Artists trying to break into the American market would do well to study how Priyanka Chopra made it happen. The Bollywood icon’s U.S. TV drama, Quantico, debuted last week on ABC to strong reviews across the board, becoming the network’s top-rated show.
“Because it’s good TV,” Chopra told me when I asked her why she decided to go with the politically-charged theme of terrorism for her first American show. “And it’s relevant — everything we are doing and the stereotypes we are breaking on the show when it comes to terrorism and the political distrust that people have of law enforcement, and the things that are really happening. These are stories being told by a diverse group of people — their diverse points of view on life. I think it’s extremely relevant and extremely entertaining television. And that’s how stories should be told, you know? I think important issues need to be addressed in an entertaining way for pop culture, for them to be relevant and for them to hit home with people. And this show does that.”
For South Asian women, Chopra’s image on major billboards across the U.S., and her appearances on every major American network promoting Quantico are a groundbreaking source of pride. She is the Indian equivalent of Julia Roberts and Jennifer Lopez combined. As for me, seeing Chopra on Good Morning America, dancing with the Times Square crowd as the sun came up in New York City, made me cheer out loud, “Go Priyanka!” After more than a decade living in America, for the first time I feel a tangible connection to the country’s pop culture. The visibility of another brown girl in mainstream America legitimizes the identities of many South Asians. Finally, there is someone who looks like us aside from Mindy Kaling and Freida Pinto. Chopra has broken free of the South Asian typecasting that so often has brown actors playing doctors or cab drivers, and she proves that the identity of the American woman is evolving.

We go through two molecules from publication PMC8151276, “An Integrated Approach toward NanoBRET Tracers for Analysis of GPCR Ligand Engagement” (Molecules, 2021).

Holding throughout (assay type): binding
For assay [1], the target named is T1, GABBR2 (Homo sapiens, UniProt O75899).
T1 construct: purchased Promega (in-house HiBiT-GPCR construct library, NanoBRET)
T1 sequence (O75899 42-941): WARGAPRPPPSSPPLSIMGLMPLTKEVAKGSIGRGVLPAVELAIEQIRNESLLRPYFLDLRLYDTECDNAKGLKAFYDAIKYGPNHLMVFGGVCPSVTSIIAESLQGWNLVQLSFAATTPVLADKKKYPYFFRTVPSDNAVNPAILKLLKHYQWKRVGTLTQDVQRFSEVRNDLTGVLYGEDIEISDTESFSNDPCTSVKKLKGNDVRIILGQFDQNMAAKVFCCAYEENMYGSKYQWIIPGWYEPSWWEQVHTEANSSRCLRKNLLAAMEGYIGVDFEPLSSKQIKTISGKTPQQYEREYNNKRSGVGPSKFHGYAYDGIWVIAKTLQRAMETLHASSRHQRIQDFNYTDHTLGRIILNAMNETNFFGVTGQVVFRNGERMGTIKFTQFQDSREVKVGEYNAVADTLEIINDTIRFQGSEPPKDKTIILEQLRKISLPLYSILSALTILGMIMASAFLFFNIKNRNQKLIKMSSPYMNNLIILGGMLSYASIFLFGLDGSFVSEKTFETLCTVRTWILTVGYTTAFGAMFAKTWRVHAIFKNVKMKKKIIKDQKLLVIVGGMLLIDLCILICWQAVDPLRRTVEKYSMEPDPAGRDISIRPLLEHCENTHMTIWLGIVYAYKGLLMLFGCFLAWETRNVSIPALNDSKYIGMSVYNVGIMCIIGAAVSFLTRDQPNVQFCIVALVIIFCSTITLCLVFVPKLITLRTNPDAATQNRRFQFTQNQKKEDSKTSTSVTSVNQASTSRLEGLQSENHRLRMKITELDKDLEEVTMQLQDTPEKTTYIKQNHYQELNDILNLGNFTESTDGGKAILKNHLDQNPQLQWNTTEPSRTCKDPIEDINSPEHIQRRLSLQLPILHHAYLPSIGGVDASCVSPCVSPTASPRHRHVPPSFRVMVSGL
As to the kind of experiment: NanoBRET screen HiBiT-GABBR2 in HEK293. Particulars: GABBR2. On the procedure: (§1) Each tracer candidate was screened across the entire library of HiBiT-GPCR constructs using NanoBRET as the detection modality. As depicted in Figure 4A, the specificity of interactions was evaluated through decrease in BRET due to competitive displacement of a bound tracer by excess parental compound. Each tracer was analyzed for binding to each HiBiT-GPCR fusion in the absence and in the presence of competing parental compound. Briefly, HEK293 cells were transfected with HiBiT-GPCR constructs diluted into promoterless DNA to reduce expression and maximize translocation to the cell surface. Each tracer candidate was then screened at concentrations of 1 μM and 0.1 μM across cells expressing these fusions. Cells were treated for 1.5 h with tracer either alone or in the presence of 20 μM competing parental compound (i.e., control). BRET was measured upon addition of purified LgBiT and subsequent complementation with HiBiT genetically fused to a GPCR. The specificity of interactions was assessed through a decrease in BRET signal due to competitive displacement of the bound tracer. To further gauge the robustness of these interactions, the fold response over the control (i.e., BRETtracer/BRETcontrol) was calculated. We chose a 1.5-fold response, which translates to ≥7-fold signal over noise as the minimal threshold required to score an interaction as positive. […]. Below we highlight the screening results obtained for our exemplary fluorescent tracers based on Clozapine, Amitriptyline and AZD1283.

As a South Asian, it is strangely exciting to be rooting for my mega-star from back home as she launches a new career far from India: I feel possessive and protective of Chopra as her new American audience discovers her. When I asked her about the climate for actors of color in Hollywood, Chopra said it’s time for people to look beyond race.
“I do not even like being called an ‘actor of color,’” Chopra said. “I believe in a color-blind world. I really think people should be seen for their ability to do their job. This show has taken on people only because of the fact that they are good at their job. That is how the casting was. Alex [Parrish, an FBI recruit] was not written for an Indian girl. And I think that the network and the producers of the show gave me the opportunity to conform as an Indian actress to play an ethnically ambiguous part is really great. It is great for ABC to be able to broaden their horizons like that.”
Unfortunately, American fans were not always quick to embrace India’s sweetheart. Two years ago, when Chopra became the voice for NFL’s Thursday Night football, some viewers called her an Arab terrorist and she received hate mail from fans, attacking her as a representative of such an American brand.
Chopra told The Wall Street Journal in an interview last year that the experience offended her on multiple fronts, but that at the end of the day she wants to be taken seriously as an actor, and not for the color of her skin.